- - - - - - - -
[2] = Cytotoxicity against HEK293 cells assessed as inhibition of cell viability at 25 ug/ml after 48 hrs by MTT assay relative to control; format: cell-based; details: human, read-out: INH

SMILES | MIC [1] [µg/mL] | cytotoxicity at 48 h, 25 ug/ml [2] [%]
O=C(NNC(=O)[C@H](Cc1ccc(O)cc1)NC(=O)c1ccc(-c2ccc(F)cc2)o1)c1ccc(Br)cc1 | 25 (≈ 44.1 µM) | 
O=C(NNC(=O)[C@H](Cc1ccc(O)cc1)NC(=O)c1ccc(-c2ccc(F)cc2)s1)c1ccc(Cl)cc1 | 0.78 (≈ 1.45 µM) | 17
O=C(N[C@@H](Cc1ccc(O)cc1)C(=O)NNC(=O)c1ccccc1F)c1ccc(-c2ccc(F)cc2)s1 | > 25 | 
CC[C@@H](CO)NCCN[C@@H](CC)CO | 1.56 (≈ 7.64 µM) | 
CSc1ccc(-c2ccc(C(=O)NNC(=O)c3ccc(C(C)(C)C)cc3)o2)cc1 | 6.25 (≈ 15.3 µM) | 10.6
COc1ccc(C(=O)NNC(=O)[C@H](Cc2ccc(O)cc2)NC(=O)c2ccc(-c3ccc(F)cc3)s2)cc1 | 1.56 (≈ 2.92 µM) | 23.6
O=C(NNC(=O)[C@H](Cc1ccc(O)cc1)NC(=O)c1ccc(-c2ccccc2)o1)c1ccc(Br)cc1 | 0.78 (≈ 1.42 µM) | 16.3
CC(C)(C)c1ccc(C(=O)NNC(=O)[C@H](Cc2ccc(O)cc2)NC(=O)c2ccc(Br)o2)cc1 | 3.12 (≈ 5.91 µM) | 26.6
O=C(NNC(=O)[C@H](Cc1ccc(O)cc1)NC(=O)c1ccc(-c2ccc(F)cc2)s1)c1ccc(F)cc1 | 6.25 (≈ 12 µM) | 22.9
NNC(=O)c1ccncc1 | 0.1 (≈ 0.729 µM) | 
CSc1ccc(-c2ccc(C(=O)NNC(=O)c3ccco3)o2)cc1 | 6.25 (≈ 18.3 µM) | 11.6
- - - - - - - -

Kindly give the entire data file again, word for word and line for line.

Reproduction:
[2] = Cytotoxicity against HEK293 cells assessed as inhibition of cell viability at 25 ug/ml after 48 hrs by MTT assay relative to control; format: cell-based; details: human, read-out: INH

SMILES | MIC [1] [µg/mL] | cytotoxicity at 48 h, 25 ug/ml [2] [%]
O=C(NNC(=O)[C@H](Cc1ccc(O)cc1)NC(=O)c1ccc(-c2ccc(F)cc2)o1)c1ccc(Br)cc1 | 25 (≈ 44.1 µM) | 
O=C(NNC(=O)[C@H](Cc1ccc(O)cc1)NC(=O)c1ccc(-c2ccc(F)cc2)s1)c1ccc(Cl)cc1 | 0.78 (≈ 1.45 µM) | 17
O=C(N[C@@H](Cc1ccc(O)cc1)C(=O)NNC(=O)c1ccccc1F)c1ccc(-c2ccc(F)cc2)s1 | > 25 | 
CC[C@@H](CO)NCCN[C@@H](CC)CO | 1.56 (≈ 7.64 µM) | 
CSc1ccc(-c2ccc(C(=O)NNC(=O)c3ccc(C(C)(C)C)cc3)o2)cc1 | 6.25 (≈ 15.3 µM) | 10.6
COc1ccc(C(=O)NNC(=O)[C@H](Cc2ccc(O)cc2)NC(=O)c2ccc(-c3ccc(F)cc3)s2)cc1 | 1.56 (≈ 2.92 µM) | 23.6
O=C(NNC(=O)[C@H](Cc1ccc(O)cc1)NC(=O)c1ccc(-c2ccccc2)o1)c1ccc(Br)cc1 | 0.78 (≈ 1.42 µM) | 16.3
CC(C)(C)c1ccc(C(=O)NNC(=O)[C@H](Cc2ccc(O)cc2)NC(=O)c2ccc(Br)o2)cc1 | 3.12 (≈ 5.91 µM) | 26.6
O=C(NNC(=O)[C@H](Cc1ccc(O)cc1)NC(=O)c1ccc(-c2ccc(F)cc2)s1)c1ccc(F)cc1 | 6.25 (≈ 12 µM) | 22.9
NNC(=O)c1ccncc1 | 0.1 (≈ 0.729 µM) | 
CSc1ccc(-c2ccc(C(=O)NNC(=O)c3ccco3)o2)cc1 | 6.25 (≈ 18.3 µM) | 11.6